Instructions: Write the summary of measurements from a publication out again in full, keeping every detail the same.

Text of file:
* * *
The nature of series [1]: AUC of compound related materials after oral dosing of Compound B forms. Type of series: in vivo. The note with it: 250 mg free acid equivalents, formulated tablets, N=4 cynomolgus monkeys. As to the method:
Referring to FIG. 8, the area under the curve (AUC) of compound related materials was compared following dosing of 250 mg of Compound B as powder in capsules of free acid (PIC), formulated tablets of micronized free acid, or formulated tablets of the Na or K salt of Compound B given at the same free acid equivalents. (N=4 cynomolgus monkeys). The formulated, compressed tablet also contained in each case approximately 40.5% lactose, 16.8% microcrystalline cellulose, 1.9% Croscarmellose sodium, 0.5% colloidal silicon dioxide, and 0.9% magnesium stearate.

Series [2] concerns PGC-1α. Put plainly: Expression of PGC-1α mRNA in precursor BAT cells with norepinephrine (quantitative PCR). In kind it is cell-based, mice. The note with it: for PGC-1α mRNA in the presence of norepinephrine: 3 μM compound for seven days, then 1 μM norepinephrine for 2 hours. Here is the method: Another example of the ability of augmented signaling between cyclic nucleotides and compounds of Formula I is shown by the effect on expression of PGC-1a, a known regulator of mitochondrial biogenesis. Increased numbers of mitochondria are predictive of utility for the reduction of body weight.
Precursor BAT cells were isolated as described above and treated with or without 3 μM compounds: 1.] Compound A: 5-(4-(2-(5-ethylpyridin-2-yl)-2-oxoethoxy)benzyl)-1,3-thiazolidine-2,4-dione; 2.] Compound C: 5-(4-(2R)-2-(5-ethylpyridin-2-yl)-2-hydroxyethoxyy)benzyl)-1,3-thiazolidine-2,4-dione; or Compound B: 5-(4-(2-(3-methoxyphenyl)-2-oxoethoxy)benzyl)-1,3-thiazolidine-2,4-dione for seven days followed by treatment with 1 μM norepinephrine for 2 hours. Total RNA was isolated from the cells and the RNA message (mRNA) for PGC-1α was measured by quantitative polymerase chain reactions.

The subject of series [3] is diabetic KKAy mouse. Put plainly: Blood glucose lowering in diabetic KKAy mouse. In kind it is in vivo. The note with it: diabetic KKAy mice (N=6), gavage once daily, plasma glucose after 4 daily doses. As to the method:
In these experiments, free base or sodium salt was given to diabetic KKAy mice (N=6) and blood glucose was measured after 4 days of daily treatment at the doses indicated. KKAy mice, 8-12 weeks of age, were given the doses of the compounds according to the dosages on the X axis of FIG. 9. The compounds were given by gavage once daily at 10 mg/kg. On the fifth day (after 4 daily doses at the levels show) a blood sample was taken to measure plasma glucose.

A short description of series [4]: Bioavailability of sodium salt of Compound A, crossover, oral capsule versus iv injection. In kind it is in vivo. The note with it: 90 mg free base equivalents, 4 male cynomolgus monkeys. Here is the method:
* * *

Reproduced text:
The nature of series [1]: AUC of compound related materials after oral dosing of Compound B forms. Type of series: in vivo. The note with it: 250 mg free acid equivalents, formulated tablets, N=4 cynomolgus monkeys. As to the method:
Referring to FIG. 8, the area under the curve (AUC) of compound related materials was compared following dosing of 250 mg of Compound B as powder in capsules of free acid (PIC), formulated tablets of micronized free acid, or formulated tablets of the Na or K salt of Compound B given at the same free acid equivalents. (N=4 cynomolgus monkeys). The formulated, compressed tablet also contained in each case approximately 40.5% lactose, 16.8% microcrystalline cellulose, 1.9% Croscarmellose sodium, 0.5% colloidal silicon dioxide, and 0.9% magnesium stearate.

Series [2] concerns PGC-1α. Put plainly: Expression of PGC-1α mRNA in precursor BAT cells with norepinephrine (quantitative PCR). In kind it is cell-based, mice. The note with it: for PGC-1α mRNA in the presence of norepinephrine: 3 μM compound for seven days, then 1 μM norepinephrine for 2 hours. Here is the method: Another example of the ability of augmented signaling between cyclic nucleotides and compounds of Formula I is shown by the effect on expression of PGC-1a, a known regulator of mitochondrial biogenesis. Increased numbers of mitochondria are predictive of utility for the reduction of body weight.
Precursor BAT cells were isolated as described above and treated with or without 3 μM compounds: 1.] Compound A: 5-(4-(2-(5-ethylpyridin-2-yl)-2-oxoethoxy)benzyl)-1,3-thiazolidine-2,4-dione; 2.] Compound C: 5-(4-(2R)-2-(5-ethylpyridin-2-yl)-2-hydroxyethoxyy)benzyl)-1,3-thiazolidine-2,4-dione; or Compound B: 5-(4-(2-(3-methoxyphenyl)-2-oxoethoxy)benzyl)-1,3-thiazolidine-2,4-dione for seven days followed by treatment with 1 μM norepinephrine for 2 hours. Total RNA was isolated from the cells and the RNA message (mRNA) for PGC-1α was measured by quantitative polymerase chain reactions.

The subject of series [3] is diabetic KKAy mouse. Put plainly: Blood glucose lowering in diabetic KKAy mouse. In kind it is in vivo. The note with it: diabetic KKAy mice (N=6), gavage once daily, plasma glucose after 4 daily doses. As to the method:
In these experiments, free base or sodium salt was given to diabetic KKAy mice (N=6) and blood glucose was measured after 4 days of daily treatment at the doses indicated. KKAy mice, 8-12 weeks of age, were given the doses of the compounds according to the dosages on the X axis of FIG. 9. The compounds were given by gavage once daily at 10 mg/kg. On the fifth day (after 4 daily doses at the levels show) a blood sample was taken to measure plasma glucose.

A short description of series [4]: Bioavailability of sodium salt of Compound A, crossover, oral capsule versus iv injection. In kind it is in vivo. The note with it: 90 mg free base equivalents, 4 male cynomolgus monkeys. Here is the method: